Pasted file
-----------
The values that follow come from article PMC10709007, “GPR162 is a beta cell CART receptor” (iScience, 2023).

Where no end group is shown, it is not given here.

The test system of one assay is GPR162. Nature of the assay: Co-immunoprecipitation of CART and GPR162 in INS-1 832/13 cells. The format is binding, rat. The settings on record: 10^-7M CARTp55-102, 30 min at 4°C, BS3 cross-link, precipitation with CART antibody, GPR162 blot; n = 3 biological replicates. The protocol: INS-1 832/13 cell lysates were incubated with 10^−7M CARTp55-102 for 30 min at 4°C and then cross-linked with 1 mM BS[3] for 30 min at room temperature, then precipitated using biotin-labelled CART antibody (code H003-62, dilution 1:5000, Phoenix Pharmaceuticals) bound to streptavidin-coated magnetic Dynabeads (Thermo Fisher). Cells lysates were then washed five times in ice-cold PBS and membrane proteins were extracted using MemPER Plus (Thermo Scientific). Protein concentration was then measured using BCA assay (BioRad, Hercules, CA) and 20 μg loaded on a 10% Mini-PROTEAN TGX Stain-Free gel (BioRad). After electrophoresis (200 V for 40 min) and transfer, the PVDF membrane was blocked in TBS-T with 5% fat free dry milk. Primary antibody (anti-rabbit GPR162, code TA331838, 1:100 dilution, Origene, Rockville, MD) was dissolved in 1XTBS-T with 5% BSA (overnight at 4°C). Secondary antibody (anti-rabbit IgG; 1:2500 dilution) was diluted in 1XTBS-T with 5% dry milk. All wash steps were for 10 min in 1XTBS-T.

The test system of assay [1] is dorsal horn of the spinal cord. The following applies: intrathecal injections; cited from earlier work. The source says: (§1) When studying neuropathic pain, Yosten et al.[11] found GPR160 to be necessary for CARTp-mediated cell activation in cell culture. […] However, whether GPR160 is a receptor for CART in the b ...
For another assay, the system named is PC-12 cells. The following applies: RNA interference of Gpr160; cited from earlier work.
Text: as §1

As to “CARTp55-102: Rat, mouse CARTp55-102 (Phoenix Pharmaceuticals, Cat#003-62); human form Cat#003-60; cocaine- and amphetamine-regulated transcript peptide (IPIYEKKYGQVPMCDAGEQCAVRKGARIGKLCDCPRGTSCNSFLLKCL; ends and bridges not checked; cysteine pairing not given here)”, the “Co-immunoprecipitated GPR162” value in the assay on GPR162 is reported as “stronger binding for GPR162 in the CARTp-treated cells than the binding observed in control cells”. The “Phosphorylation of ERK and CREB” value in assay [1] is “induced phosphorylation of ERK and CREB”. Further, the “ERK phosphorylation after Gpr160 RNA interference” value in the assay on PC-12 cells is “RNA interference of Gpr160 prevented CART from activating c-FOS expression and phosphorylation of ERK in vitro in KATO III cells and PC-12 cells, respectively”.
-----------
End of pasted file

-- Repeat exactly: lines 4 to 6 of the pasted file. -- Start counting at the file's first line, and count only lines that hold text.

The test system of assay [1] is dorsal horn of the spinal cord. The following applies: intrathecal injections; cited from earlier work. The source says: (§1) When studying neuropathic pain, Yosten et al.[11] found GPR160 to be necessary for CARTp-mediated cell activation in cell culture. […] However, whether GPR160 is a receptor for CART in the b ...
For another assay, the system named is PC-12 cells. The following applies: RNA interference of Gpr160; cited from earlier work.
Text: as §1